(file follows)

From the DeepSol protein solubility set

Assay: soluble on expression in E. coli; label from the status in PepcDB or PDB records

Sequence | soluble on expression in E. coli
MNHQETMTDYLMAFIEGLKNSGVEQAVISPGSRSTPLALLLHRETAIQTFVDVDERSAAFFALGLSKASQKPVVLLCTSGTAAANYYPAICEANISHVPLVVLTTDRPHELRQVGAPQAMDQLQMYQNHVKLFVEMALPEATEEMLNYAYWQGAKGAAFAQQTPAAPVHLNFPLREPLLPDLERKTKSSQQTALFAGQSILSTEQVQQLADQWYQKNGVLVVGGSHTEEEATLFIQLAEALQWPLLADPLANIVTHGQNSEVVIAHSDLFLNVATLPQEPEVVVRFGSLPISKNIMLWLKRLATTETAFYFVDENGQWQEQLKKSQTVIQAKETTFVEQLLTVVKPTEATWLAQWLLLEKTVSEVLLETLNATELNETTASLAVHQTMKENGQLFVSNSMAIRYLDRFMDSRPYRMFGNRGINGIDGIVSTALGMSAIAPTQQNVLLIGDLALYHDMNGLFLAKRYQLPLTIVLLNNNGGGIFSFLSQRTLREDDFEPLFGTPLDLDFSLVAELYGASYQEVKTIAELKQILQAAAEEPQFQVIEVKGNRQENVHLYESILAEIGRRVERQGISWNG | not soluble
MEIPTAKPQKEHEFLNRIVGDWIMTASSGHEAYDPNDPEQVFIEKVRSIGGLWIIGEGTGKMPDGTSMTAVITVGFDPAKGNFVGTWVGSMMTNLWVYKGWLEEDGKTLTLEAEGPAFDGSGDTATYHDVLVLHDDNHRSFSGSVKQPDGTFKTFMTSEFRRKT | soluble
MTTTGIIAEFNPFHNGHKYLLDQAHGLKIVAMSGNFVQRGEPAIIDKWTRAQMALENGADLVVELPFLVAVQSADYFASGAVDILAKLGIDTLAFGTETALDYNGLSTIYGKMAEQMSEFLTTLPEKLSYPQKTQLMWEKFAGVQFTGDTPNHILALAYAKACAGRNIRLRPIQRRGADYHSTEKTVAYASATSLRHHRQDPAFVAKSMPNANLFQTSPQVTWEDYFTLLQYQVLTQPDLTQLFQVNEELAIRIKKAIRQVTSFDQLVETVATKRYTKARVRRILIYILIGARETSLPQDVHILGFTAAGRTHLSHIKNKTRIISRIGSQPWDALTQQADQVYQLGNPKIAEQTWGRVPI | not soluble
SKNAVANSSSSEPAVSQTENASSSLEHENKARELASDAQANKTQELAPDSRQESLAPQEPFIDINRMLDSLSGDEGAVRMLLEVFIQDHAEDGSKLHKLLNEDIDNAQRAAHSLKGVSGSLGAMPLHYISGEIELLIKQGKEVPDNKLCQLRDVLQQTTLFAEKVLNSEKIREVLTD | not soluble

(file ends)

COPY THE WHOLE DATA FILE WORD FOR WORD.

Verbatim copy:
From the DeepSol protein solubility set

Assay: soluble on expression in E. coli; label from the status in PepcDB or PDB records

Sequence | soluble on expression in E. coli
MNHQETMTDYLMAFIEGLKNSGVEQAVISPGSRSTPLALLLHRETAIQTFVDVDERSAAFFALGLSKASQKPVVLLCTSGTAAANYYPAICEANISHVPLVVLTTDRPHELRQVGAPQAMDQLQMYQNHVKLFVEMALPEATEEMLNYAYWQGAKGAAFAQQTPAAPVHLNFPLREPLLPDLERKTKSSQQTALFAGQSILSTEQVQQLADQWYQKNGVLVVGGSHTEEEATLFIQLAEALQWPLLADPLANIVTHGQNSEVVIAHSDLFLNVATLPQEPEVVVRFGSLPISKNIMLWLKRLATTETAFYFVDENGQWQEQLKKSQTVIQAKETTFVEQLLTVVKPTEATWLAQWLLLEKTVSEVLLETLNATELNETTASLAVHQTMKENGQLFVSNSMAIRYLDRFMDSRPYRMFGNRGINGIDGIVSTALGMSAIAPTQQNVLLIGDLALYHDMNGLFLAKRYQLPLTIVLLNNNGGGIFSFLSQRTLREDDFEPLFGTPLDLDFSLVAELYGASYQEVKTIAELKQILQAAAEEPQFQVIEVKGNRQENVHLYESILAEIGRRVERQGISWNG | not soluble
MEIPTAKPQKEHEFLNRIVGDWIMTASSGHEAYDPNDPEQVFIEKVRSIGGLWIIGEGTGKMPDGTSMTAVITVGFDPAKGNFVGTWVGSMMTNLWVYKGWLEEDGKTLTLEAEGPAFDGSGDTATYHDVLVLHDDNHRSFSGSVKQPDGTFKTFMTSEFRRKT | soluble
MTTTGIIAEFNPFHNGHKYLLDQAHGLKIVAMSGNFVQRGEPAIIDKWTRAQMALENGADLVVELPFLVAVQSADYFASGAVDILAKLGIDTLAFGTETALDYNGLSTIYGKMAEQMSEFLTTLPEKLSYPQKTQLMWEKFAGVQFTGDTPNHILALAYAKACAGRNIRLRPIQRRGADYHSTEKTVAYASATSLRHHRQDPAFVAKSMPNANLFQTSPQVTWEDYFTLLQYQVLTQPDLTQLFQVNEELAIRIKKAIRQVTSFDQLVETVATKRYTKARVRRILIYILIGARETSLPQDVHILGFTAAGRTHLSHIKNKTRIISRIGSQPWDALTQQADQVYQLGNPKIAEQTWGRVPI | not soluble
SKNAVANSSSSEPAVSQTENASSSLEHENKARELASDAQANKTQELAPDSRQESLAPQEPFIDINRMLDSLSGDEGAVRMLLEVFIQDHAEDGSKLHKLLNEDIDNAQRAAHSLKGVSGSLGAMPLHYISGEIELLIKQGKEVPDNKLCQLRDVLQQTTLFAEKVLNSEKIREVLTD | not soluble